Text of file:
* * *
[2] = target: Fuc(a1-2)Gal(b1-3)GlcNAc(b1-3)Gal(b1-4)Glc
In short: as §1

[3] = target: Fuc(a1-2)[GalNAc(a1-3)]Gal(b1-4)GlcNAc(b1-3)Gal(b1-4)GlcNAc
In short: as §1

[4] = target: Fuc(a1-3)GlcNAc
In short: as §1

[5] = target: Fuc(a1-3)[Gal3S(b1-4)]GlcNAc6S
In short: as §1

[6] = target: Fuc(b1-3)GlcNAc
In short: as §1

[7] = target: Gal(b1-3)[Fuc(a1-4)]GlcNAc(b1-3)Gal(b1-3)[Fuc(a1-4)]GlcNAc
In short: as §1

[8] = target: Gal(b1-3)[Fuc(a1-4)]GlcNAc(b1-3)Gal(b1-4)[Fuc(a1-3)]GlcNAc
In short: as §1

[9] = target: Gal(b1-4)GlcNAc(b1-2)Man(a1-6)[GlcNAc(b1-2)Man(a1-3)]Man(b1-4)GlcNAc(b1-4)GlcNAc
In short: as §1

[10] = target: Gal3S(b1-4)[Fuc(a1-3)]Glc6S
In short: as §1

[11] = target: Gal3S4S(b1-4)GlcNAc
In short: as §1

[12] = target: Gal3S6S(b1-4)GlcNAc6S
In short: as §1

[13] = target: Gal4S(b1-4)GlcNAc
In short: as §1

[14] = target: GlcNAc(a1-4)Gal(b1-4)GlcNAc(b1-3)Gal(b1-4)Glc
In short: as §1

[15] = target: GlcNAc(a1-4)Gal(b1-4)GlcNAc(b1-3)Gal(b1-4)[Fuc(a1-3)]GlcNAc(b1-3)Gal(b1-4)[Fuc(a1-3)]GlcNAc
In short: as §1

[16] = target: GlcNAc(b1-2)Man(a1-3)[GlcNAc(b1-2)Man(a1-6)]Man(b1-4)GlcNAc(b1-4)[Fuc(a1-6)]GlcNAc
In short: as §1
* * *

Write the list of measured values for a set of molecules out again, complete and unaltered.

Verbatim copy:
[2] = target: Fuc(a1-2)Gal(b1-3)GlcNAc(b1-3)Gal(b1-4)Glc
In short: as §1

[3] = target: Fuc(a1-2)[GalNAc(a1-3)]Gal(b1-4)GlcNAc(b1-3)Gal(b1-4)GlcNAc
In short: as §1

[4] = target: Fuc(a1-3)GlcNAc
In short: as §1

[5] = target: Fuc(a1-3)[Gal3S(b1-4)]GlcNAc6S
In short: as §1

[6] = target: Fuc(b1-3)GlcNAc
In short: as §1

[7] = target: Gal(b1-3)[Fuc(a1-4)]GlcNAc(b1-3)Gal(b1-3)[Fuc(a1-4)]GlcNAc
In short: as §1

[8] = target: Gal(b1-3)[Fuc(a1-4)]GlcNAc(b1-3)Gal(b1-4)[Fuc(a1-3)]GlcNAc
In short: as §1

[9] = target: Gal(b1-4)GlcNAc(b1-2)Man(a1-6)[GlcNAc(b1-2)Man(a1-3)]Man(b1-4)GlcNAc(b1-4)GlcNAc
In short: as §1

[10] = target: Gal3S(b1-4)[Fuc(a1-3)]Glc6S
In short: as §1

[11] = target: Gal3S4S(b1-4)GlcNAc
In short: as §1

[12] = target: Gal3S6S(b1-4)GlcNAc6S
In short: as §1

[13] = target: Gal4S(b1-4)GlcNAc
In short: as §1

[14] = target: GlcNAc(a1-4)Gal(b1-4)GlcNAc(b1-3)Gal(b1-4)Glc
In short: as §1

[15] = target: GlcNAc(a1-4)Gal(b1-4)GlcNAc(b1-3)Gal(b1-4)[Fuc(a1-3)]GlcNAc(b1-3)Gal(b1-4)[Fuc(a1-3)]GlcNAc
In short: as §1

[16] = target: GlcNAc(b1-2)Man(a1-3)[GlcNAc(b1-2)Man(a1-6)]Man(b1-4)GlcNAc(b1-4)[Fuc(a1-6)]GlcNAc
In short: as §1